Saturday, November 1, 2014

The November Poem-A-Day Challenge: Poets, Get Busy!

The Favourite Poet by Sir Lawrence Aldama-Tadema
Writer's Digest editor Robert Lee Brewer's answer to NaNoWriMo (National Novel Writing Month) is the PAD (Poem- A-Day) Chapbook Challenge.

Every day during the month of November, poets respond to a daily prompt by writing a poem.

After the month is over, poems are winnowed to 20, then, in December, assembled into a chapbook.

Aside from spurring poets on to bigger and better things, Writer's Digest has a lot of great information for writers of all stripes.

You can sign up for the weekly Writer's Digest newsletter HERE. (It's free!) The Day 1 Challenge is HERE. To find daily prompts go to the Writer's Digest home page and scroll down.


By Robert Brewer, Writer's Digest

Here are the basics of the November PAD Chapbook Challenge:

  • Beginning on November 1 (Atlanta, Georgia time), I will share a prompt and poem each day of November on this blog.
  • Poets are then challenged to write a poem each day (no matter where you live on the planet) within 24 hours (or so) from when the prompt is posted. Don’t worry: If you fall behind or start late, you CAN play catch up.
  • Poets do NOT have to register anywhere to participate. In fact, poets don’t even need to post to this blog to be considered participants.
  • The Challenge will unofficially conclude around 24 hours after the final prompt is posted. That said…
  • This Challenge is unique, because I expect poets to take all the material they’ve written in November and create a chapbook manuscript during the month of December. (Yes, you can revise material, and yes, the chapbook should be composed mostly of poems written for the challenge–I’m using the honor system.)
  • Poets have until 11:59 p.m. (Atlanta, GA time) on January 7, 2015, to submit a manuscript that can be 10-20 pages in length (not including table of contents, title page, etc.) with no more than one poem per page. So if you wrote 50 poems in November, you have to narrow them down to the best 20 (or even fewer). Submit manuscripts to with the subject line: 2014 November PAD Chapbook Challenge. (The subject line is very important, because I have a very busy inbox.)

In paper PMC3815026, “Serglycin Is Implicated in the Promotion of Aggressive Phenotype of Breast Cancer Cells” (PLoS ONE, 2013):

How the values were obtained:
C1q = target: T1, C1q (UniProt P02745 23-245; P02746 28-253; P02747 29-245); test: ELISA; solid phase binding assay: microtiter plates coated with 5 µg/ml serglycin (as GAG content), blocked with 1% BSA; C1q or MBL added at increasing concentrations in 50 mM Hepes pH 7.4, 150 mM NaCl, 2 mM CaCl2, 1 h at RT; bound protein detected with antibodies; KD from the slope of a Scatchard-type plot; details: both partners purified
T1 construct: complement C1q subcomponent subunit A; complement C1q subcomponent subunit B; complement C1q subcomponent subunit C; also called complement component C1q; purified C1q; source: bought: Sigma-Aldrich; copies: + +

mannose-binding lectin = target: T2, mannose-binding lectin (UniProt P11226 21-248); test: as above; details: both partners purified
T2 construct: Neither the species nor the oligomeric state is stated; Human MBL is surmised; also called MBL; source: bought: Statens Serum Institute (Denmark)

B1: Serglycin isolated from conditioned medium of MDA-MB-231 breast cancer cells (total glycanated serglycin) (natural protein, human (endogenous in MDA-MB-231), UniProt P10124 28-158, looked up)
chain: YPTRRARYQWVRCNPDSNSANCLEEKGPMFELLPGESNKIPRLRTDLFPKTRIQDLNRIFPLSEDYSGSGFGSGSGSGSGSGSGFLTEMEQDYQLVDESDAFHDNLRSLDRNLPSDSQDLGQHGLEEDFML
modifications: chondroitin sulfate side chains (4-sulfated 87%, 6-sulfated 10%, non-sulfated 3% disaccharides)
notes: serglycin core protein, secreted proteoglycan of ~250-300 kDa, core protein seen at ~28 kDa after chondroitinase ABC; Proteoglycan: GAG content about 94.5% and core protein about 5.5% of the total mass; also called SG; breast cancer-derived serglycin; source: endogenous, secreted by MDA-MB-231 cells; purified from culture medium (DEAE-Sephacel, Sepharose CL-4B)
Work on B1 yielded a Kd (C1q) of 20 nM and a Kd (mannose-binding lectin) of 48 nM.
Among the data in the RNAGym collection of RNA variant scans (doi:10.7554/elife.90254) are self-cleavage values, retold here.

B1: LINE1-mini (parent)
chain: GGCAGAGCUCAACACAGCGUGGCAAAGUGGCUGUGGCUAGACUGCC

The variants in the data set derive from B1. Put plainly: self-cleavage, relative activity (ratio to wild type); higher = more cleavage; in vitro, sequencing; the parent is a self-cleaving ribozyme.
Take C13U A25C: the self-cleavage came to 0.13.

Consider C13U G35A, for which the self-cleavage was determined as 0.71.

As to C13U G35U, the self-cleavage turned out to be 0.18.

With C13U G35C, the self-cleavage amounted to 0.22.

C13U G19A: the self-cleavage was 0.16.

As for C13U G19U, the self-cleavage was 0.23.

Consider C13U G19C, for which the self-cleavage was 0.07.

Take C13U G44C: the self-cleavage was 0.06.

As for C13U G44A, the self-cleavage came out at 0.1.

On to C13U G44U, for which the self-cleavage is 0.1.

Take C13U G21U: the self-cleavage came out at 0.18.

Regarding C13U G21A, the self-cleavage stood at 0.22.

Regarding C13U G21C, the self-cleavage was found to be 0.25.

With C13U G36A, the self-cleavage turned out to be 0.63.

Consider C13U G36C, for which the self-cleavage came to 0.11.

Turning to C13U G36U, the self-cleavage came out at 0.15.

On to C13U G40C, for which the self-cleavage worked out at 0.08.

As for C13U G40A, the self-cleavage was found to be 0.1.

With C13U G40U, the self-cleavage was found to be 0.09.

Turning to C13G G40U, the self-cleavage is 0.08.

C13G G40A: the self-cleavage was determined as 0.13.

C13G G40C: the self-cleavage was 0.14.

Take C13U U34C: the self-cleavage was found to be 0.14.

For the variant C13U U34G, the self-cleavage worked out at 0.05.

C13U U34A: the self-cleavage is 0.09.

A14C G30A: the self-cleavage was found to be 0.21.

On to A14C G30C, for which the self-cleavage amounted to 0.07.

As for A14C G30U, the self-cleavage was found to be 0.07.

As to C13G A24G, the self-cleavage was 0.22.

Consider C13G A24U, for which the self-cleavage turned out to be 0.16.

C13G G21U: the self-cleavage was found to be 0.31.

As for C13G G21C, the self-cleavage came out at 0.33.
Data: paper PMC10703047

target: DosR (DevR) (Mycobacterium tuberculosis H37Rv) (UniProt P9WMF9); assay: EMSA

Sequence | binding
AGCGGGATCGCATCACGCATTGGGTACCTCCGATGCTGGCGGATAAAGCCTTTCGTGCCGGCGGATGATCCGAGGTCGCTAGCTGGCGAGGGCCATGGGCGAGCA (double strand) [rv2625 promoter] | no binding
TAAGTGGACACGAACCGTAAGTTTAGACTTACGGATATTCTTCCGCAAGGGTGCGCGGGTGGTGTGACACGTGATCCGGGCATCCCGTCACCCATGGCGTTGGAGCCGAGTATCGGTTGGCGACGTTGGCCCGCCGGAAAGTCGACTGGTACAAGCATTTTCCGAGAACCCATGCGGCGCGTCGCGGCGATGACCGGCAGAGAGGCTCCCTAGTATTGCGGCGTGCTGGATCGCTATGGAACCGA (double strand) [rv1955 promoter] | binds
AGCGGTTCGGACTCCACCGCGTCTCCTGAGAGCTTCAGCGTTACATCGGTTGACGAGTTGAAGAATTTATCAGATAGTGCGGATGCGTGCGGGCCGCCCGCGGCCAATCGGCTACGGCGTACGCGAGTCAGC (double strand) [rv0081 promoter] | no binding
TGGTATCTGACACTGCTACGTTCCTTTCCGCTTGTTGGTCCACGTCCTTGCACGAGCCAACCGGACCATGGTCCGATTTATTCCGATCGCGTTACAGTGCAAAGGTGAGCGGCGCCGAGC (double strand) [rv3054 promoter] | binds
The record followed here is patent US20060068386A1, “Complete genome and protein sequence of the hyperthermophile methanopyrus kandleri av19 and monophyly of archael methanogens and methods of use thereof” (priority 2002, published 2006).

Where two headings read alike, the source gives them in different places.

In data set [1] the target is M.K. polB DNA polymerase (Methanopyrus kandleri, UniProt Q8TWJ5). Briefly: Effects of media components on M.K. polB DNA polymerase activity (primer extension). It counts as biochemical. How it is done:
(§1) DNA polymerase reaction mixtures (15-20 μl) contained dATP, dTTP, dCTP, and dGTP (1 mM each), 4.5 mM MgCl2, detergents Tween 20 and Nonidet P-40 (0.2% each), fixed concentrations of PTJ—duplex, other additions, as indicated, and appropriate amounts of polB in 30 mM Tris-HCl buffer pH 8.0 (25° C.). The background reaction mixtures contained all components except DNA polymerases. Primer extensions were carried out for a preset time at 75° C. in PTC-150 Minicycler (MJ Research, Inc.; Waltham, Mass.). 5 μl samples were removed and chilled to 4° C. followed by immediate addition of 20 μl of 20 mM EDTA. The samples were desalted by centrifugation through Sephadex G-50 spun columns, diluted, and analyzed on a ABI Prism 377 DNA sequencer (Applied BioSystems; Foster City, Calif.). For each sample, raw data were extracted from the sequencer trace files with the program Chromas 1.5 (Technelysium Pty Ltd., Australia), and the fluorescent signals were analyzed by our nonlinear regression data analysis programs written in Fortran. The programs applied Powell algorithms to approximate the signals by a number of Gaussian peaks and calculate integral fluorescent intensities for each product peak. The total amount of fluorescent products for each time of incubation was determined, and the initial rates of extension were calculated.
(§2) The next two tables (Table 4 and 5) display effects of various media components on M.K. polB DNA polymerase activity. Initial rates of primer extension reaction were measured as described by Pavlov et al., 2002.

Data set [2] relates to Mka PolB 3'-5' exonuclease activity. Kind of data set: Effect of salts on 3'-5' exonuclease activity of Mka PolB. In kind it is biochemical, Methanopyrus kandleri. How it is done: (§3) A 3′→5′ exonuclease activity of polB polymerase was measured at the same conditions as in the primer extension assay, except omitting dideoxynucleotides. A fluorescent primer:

• The goal will be to announce a winning manuscript by Groundhog Day 2015. February 2, 2015, for those of you unfamiliar with that particular holiday.
What do poets get out of this challenge?

If nothing else, they get several new poems, but I’ve heard plenty of success stories over the years from poets who have gone on to publish individual poems from these challenges and even complete collections (mostly inspired by the challenges).

Plus, the winner gets recognized on this blog, along with many honorable mentions. That’s a good thing.

Regarding comments, this blog has a history with commenting problems, which why I don’t make it mandatory for poets to post on the blog to participate. However, I think poets who do comment get a lot out of it by sharing their work and creating a community on the blog. Just make sure you save all your work elsewhere too – like in a notebook or Word doc. It’s good to have backups.

If you have any additional questions, shoot them to me in the comments.

I can’t wait to see everyone in November.

Robert Lee Brewer is Senior Content Editor of the Writer’s Digest Writing Community and author of the poetry collection, Solving the World’s Problems (Press 53). He edits Poet’s Market, Writer’s Market, and Guide to Self-Publishing, in addition to writing a free weekly newsletter and poetry column for Writer’s Digest magazine.

This will be his seventh year of hosting and participating in the November PAD (Poem-A-Day) Chapbook Challenge. As much as he loves the hustle and bustle of the April PAD Challenges, November is nice for a few reasons, including the focus on creating a chapbook and just the laid back feel. Some of his favorite poems have come out of the November challenges, and he can’t wait to get started again.

Follow him on Twitter @robertleebrewer.


  1. Must the poem be posted anywhere each day? Or do we just compile them and finally send in the chapbook?

  2. You don't have to post your poem - just write one. (And you don't have to keep on the schedule of one a day.) You can, if you wish, post your poem on Robert Brewer's blog here: But you have to register first. (It's free.)

  3. I'm a bit confused about one thing. Do we submit our poems via e-mail, when challenge is concluded, or an actual bound paper manuscript to a physical address?

  4. Submit manuscripts to with the subject line: 2014 November PAD Chapbook Challenge. (You must use that subject line.)


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